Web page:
When a student's mobile phone was confiscated by Yongmao Middle School in Guizhou, however, the Chinese school decided to do some actual damage to it - by smashing it with a mallet on the school field.
The South China Morning Post (SCMP) reported on Friday (June 23) that the school has a zero tolerance policy when it comes to pupils bringing unauthorised mobile phones into its campus.
A video on People's Daily shows a man in camouflage fatigues pounding away at the mobile phone with a heavy looking mallet, before snapping it in two with his bare hands and throwing it aside.
"Any cell phone brought into school against regulations - meaning the students haven't alerted the school or obtained the proper credentials - will be soaked in water and smashed on the ground," says an announcer over a loudspeaker, as rows of students watch glumly.
After finishing with the first phone, the man takes several more mobile phones out of a backpack and repeats the process.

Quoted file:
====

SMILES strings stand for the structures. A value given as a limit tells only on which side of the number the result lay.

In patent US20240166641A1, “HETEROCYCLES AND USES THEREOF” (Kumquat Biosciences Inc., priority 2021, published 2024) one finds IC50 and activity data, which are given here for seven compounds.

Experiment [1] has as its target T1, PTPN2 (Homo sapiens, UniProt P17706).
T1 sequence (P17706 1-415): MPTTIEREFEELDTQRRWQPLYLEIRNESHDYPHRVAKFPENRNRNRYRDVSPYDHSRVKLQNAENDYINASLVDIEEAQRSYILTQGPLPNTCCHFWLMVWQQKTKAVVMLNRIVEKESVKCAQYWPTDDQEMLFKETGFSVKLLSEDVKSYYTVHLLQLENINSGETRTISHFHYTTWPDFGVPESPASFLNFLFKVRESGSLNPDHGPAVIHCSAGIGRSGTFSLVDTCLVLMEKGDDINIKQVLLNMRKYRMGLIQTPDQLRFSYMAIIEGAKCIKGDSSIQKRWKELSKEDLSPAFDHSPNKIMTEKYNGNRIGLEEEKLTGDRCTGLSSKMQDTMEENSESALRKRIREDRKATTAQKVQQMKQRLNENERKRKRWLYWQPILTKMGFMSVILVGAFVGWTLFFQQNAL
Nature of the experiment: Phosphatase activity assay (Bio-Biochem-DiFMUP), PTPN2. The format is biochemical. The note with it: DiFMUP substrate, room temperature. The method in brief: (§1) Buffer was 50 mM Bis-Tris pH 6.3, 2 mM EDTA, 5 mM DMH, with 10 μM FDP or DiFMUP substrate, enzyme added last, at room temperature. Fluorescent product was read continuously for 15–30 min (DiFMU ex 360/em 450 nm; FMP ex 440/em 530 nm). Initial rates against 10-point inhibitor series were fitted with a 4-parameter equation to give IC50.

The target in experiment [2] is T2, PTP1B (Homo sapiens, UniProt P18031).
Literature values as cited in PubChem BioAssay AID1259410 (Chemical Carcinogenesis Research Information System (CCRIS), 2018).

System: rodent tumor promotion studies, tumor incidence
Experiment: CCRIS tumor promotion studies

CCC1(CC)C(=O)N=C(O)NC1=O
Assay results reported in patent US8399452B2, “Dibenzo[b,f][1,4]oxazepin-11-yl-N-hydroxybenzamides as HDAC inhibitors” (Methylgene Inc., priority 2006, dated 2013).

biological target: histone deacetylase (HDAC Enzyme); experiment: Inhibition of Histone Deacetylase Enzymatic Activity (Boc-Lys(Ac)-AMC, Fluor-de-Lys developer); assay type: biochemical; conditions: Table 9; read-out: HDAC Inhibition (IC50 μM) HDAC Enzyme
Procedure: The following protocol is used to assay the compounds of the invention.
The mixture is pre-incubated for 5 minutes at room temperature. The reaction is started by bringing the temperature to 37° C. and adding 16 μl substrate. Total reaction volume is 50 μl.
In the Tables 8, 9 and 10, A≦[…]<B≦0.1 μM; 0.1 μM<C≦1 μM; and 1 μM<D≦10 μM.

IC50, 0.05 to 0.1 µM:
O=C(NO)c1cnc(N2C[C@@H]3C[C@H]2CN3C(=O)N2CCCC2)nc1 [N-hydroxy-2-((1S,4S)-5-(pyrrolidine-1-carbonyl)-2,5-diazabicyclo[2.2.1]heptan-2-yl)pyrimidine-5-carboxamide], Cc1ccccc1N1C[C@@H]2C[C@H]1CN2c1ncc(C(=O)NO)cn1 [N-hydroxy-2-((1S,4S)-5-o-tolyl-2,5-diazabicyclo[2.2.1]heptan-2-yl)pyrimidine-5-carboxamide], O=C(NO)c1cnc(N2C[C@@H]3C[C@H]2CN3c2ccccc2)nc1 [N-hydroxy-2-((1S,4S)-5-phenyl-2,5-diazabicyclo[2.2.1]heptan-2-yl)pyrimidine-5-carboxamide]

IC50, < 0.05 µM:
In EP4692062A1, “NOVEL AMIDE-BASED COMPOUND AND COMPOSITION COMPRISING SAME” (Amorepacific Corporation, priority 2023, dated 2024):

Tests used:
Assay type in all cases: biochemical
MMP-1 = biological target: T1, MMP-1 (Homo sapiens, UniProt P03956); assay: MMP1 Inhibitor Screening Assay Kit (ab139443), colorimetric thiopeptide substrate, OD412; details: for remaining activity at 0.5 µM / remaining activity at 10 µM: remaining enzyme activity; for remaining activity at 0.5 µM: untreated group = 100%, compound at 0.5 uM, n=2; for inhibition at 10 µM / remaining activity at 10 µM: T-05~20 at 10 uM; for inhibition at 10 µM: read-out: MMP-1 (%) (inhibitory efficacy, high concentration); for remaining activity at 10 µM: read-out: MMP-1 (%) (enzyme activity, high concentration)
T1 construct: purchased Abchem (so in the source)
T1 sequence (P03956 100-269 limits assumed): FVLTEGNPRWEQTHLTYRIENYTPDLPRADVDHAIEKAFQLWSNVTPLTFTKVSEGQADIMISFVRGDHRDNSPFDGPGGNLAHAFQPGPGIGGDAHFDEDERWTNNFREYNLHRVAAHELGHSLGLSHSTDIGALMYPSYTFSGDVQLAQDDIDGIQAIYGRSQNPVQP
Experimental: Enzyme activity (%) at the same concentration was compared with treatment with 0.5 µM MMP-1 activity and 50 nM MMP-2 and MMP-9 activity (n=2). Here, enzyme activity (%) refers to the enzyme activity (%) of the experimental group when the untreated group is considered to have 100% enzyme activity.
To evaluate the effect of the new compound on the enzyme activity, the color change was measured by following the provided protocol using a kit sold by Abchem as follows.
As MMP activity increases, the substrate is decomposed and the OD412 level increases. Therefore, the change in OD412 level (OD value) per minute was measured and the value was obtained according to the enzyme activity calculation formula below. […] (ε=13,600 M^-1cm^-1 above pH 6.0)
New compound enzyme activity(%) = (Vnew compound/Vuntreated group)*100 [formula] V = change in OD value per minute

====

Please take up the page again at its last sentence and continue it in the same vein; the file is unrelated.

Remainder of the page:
In a voiceover, an unnamed female faculty member says: "Our school policy doesn't allow students to carry cell phones. Not without getting permission or turning them over to teachers for safekeeping. .. If a student still disobeys, we have no choice but to handle it this way, to destroy the phones right in front of their faces. We do this to better manage our students."
She adds: "Students have a different point of view from their parents' and their teachers'. Their parents give us the green light to do this."
However, netizens were not as supportive of the school's actions, reported SCMP.
One weibo user wrote: "Mobile phones are private belongings, and schools do not have the right to destroy (them) ."
"What you're crushing is not just a cell phone, but children's dreams," said another.
Yongmao Middle School is not the only school to take such drastic action against mobile phones. News website Public Network reported that a middle school in Hebei has installed metal detectors to catch pupils who attempt to smuggle mobile phones into class, and spent more than 200,000 yuan (S$40,549) to install payphones for students to use instead.